Former top policeman Bob Quick talks to BHN about why he has launched a security accreditation scheme for hotels, and why it’s relevant for all types and sizes of property.
• Please give us an idea of your background and why you decided to launch Global Secure Accreditation (GSA)
“I spent 32 years with the British police service, most recently as chief constable of Surrey and assistant commissioner of specialist operations at New Scotland Yard in charge of police counter-terrorism for the UK. While in this role I oversaw the investigations into some of the most complex terrorism cases that took place in the UK.”
“Until now, hotel security could not be assessed against an independently recognised standard. We were becoming aware that travellers, in all sectors, are increasingly looking to the hospitality industry to provide information on security standards to allow them to make informed decisions prior to booking. In fact, a recent Travelzoo survey in the nine biggest traveller countries saw 89 per cent of guests ranking security as their first concern when travelling.”
“Global Secure Accreditation is the world’s first independent system of hotel security accreditation, and it enables travellers to make more informed choices on safety and security within hotels internationally.”
• How does the accreditation system work?
“At the start of the process, each participating hotel is assigned a dedicated GSA trained and qualified assessor, who has been drawn from our global network of experienced former law enforcement or military professionals. All our assessors are also independently accredited by SFJ Awards.”
“The assessor will use specialist research techniques to complete a risk profile, unique to the hotel, that will evaluate the likelihood and impact of national, regional and local security risks. Then, depending on the level of membership the client adopts, the assessor will either manage the hotel through a self-assessment process, undertaken remotely through our secure, bespoke web-based software platform, or the assessor will undertake the assessment on behalf of the hotel including a full on-site inspection.”
“When the assessment is completed the hotel is either recommended to SFJ Awards for accreditation or a plan for remedial action is agreed with the hotel to meet the required standard. Successful hotels will receive a Global Secure Certificate of Accreditation, a detailed Accreditation Report and digital assets, including the Global Secure mark, for guest and industry communications.”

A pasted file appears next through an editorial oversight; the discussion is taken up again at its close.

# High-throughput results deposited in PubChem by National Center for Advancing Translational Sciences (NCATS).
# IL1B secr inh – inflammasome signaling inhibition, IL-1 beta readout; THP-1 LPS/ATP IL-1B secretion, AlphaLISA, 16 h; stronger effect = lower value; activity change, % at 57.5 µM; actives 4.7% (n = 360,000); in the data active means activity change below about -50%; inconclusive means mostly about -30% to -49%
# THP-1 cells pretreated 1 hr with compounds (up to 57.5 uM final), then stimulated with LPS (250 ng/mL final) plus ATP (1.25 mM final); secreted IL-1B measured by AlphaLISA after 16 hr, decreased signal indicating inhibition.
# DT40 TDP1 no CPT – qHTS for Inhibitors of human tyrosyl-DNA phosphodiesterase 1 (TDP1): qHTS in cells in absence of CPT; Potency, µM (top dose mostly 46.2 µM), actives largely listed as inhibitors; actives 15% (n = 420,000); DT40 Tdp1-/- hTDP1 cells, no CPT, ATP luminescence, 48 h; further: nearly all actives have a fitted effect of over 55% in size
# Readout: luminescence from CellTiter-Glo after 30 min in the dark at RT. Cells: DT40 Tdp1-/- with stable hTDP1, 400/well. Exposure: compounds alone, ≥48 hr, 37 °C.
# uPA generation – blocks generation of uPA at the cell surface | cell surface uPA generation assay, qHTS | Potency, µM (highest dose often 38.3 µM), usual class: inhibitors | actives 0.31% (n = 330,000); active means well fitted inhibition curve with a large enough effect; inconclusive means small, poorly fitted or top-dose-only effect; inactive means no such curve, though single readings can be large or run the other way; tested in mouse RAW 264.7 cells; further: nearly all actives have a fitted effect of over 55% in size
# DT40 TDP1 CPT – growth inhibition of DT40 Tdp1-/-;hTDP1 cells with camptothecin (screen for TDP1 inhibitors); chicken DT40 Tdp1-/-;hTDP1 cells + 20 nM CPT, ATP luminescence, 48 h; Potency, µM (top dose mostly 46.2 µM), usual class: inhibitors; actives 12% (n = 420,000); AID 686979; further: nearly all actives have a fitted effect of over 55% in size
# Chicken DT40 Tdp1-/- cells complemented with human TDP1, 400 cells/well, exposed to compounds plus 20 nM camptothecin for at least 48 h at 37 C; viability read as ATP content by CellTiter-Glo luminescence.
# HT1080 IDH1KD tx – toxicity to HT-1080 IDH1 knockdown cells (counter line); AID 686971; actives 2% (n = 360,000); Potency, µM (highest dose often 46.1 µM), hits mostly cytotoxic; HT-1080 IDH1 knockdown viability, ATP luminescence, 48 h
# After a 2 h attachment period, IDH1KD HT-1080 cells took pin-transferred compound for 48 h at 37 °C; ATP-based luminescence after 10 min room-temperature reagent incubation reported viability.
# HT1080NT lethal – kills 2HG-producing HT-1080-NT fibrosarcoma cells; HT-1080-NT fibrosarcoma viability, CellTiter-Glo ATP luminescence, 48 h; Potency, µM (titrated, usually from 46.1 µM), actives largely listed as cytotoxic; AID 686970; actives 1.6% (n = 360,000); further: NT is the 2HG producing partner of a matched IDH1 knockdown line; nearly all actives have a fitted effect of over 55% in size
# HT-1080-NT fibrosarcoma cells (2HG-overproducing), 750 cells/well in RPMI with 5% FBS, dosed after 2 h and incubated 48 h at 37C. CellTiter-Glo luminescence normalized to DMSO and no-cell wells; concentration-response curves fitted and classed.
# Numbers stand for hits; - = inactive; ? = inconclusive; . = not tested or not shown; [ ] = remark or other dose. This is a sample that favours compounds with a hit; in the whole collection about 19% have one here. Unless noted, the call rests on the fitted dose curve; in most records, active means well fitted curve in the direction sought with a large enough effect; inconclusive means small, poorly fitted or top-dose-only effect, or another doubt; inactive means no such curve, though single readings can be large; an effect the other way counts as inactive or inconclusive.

• What would you say are the most pressing security issues facing independent and boutique hotels in the UK and Europe?
“Any hotel is at risk of predacious and opportunistic criminals coming onto the property with bad intent. Theft of guest property, sexual assault, room burglaries or incursions and cyber-crimes are not uncommon. Independent and boutique hotels may not have the same infrastructural support as larger chains or groups so they may not have ready access to security expertise, intelligence and best practice.”
“A Global Secure accreditation will allow the hotel to test its understanding of the main risks and threats it faces and whether the security arrangements in place meet the accreditation standard which requires practical and reasonable mitigation of these risk and threats to be in place. Where there are significant gaps, an action plan will be provided to help the hotel to take sensible and cost-effective steps to reduce vulnerabilities for guest, staff and the hotel’s reputation and assets. The attainment of the accreditation provides guests, travel managers and the hotel’s management or ownership with confidence that the right things are in place, minimising risks and impacts of crime and other threats.”
• And what are the most efficient and cost-effective solutions to those issues?